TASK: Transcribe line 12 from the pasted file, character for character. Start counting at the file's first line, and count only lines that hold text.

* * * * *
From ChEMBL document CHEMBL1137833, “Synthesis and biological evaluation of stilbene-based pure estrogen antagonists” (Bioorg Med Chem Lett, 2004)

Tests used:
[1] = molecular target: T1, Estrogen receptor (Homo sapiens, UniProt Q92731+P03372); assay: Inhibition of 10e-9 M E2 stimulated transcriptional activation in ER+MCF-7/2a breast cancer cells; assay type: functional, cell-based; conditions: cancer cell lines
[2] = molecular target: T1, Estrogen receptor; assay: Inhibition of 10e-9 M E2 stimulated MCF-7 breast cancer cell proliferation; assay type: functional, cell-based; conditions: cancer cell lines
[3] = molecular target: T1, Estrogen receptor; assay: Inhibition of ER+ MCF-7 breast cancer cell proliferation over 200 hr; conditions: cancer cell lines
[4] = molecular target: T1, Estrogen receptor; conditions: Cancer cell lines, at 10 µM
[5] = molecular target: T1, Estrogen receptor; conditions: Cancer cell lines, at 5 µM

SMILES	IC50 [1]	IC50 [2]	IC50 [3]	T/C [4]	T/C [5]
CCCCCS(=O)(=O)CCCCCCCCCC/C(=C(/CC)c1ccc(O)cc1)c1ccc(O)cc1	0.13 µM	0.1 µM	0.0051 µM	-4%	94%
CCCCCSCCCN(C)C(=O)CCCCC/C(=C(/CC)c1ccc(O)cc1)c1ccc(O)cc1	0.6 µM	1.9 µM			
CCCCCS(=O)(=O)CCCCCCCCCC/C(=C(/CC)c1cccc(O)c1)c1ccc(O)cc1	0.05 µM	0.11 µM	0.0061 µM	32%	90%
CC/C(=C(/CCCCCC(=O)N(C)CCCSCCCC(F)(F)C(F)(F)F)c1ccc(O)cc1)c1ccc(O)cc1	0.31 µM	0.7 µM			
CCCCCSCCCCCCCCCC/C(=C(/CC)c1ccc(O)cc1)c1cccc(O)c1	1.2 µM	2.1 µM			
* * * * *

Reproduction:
CC/C(=C(/CCCCCC(=O)N(C)CCCSCCCC(F)(F)C(F)(F)F)c1ccc(O)cc1)c1ccc(O)cc1	0.31 µM	0.7 µM			